Pollinators around the world are in decline and this has important ramifications for human life. Approximately 75% of flowering plants require pollinators to set seed or fruit, and from these plants comes one-third of the world’s food (Xerces, 2011)

Pollinators are primarily insects but birds and bats can also pollinate plants. In Wisconsin, bees, flies, wasps, butterflies, moths, beetles, ants and even hummingbirds readily pollinate both native and non-native plants. Generally, the most effective of these are the bees. Unfortunately, we have seen a significant decline in the population of these amazing creatures. Food plants such as apples, cucumbers, squashes, tomatoes, cherries, raspberries and many others require pollination by insects. Otherwise, they will not bear fruit.

The honeybee (Apis mellifera) is the most common non-native bee use for pollination of crop plants. This bee is easily reared and transported, and a single colony can attain a size of 50,000 or more individuals. The blue orchard bee (Osmia lignaria), also referred to as the mason orchard bee, is a native managed pollinator for orchards. Just 250 of these bees (as opposed to 20,000 honeybees) can pollinate an acre of apple trees (Stewart, 2012).

There are approximately 400 species of bees in Wisconsin. Most are inconspicuous and harmless and many remain unidentified even today. This includes miner bees, mason bees, leafcutter bees, and sweat bees among many others. These pollinators as well as the butterflies, moths and wasps mentioned above may concentrate on only a few native plant species while others are generalists.

Landowners can support native pollinators in three key ways:

Plant Native Plants

By installing a diverse array of native plants, you will be creating an ecosystem that supports many beneficial insects as well as animals and birds. The larger the area and the more diverse the planting in terms of flowering species, the better it will support an equally diverse and healthy population of pollinators. Plants that are especially good for bees include

  • wild lupine
  • anise hyssop
  • purple prairie clover
  • penstemons
  • mountain mint
  • pale purple coneflower
  • wild bergamot
  • Culver’s root
  • butterfly and common milkweed
  • native sunflowers
  • prairie blazing star
  • great blue lobelia
  • goldenrods
  • asters
  • berry bushes of all kinds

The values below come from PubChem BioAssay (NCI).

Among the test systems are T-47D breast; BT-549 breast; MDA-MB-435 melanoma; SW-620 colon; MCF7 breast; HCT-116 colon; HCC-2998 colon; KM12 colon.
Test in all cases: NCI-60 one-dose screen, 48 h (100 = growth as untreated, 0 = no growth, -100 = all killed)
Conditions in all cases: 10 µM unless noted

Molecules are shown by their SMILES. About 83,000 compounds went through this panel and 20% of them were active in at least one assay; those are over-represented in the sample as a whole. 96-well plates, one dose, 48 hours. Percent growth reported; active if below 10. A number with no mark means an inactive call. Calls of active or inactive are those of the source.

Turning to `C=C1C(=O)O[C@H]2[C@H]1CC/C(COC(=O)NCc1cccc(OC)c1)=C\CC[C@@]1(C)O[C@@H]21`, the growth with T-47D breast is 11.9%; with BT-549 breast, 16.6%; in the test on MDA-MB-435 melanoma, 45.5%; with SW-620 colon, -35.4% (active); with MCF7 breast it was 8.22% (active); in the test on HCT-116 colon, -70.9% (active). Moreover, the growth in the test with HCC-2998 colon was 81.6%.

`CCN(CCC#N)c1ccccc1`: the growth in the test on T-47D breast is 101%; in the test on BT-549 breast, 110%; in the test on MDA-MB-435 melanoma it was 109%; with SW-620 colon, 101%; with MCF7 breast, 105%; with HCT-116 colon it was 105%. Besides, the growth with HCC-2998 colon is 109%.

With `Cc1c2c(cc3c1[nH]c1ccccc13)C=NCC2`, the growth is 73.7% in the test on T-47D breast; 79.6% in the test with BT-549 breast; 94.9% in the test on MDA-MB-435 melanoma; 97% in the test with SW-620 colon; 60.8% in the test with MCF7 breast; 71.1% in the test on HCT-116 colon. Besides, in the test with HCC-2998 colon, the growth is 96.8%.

• linden and black cherry trees

Most of the above species are found in prairies and savannas with a few found in woodlands. A comprehensive approach to restoring ecological health will greatly benefit pollinators.

Eliminate Pesticides

Herbicides do not target insects, birds or animals. However, the long term effects of many herbicides are simply not known. Insecticides, obviously, can harm non-target species. The combination of multiple pesticides in the environment has unknown consequences, but has been blamed for the collapse of honey bee colonies. There are times when pesticides are the only option, but overall they should be used sparingly and in accordance with labeled instructions only when necessary. It may seem counter-intuitive for a company that provides herbicide application services to recommend against their use. However, they are often necessary in the early stages of ecological restoration. In later stages, properly managed prairies, savannas, and woodlands should require little if any pesticide application.

Providing nesting sites

Most bees nest underground, digging their own tunnels or utilizing the burrows of small mammals. Other bee species nest in brush piles, dense clumps of grass, or tree cavities. In other words, a carefully manicured and “clean” landscape is not necessarily the best habitat for pollinators.

Provide natural nesting habitat for bees by leaving dead trees in place when possible. When trimming plants and shrubs, leave stems somewhere on your property as many will have bee larvae in them. Do not mulch all areas of your yard; keep bare areas of ground for use by ground-nesting bees. Practice no-till methods in your vegetable garden (i.e., try not to dig or turn the soil) to allow bee larvae that are underground to develop into adult bees. You also can make or purchase artificial nests that will attract various species of bees such as mason bees, leafcutter bees and yellow-faced bees (Stewart, 2012).

Call Midwest Prairies, LLC to find out how you can help pollinators by restoring Wisconsin’s beautiful and diverse native habitats!

References
Stewart, Christy (2012). Polinators. University of Wisconsin Cooperative Extension
The Xerces Society (2011). Attracting Native Pollinators, Storey Publishing, LLC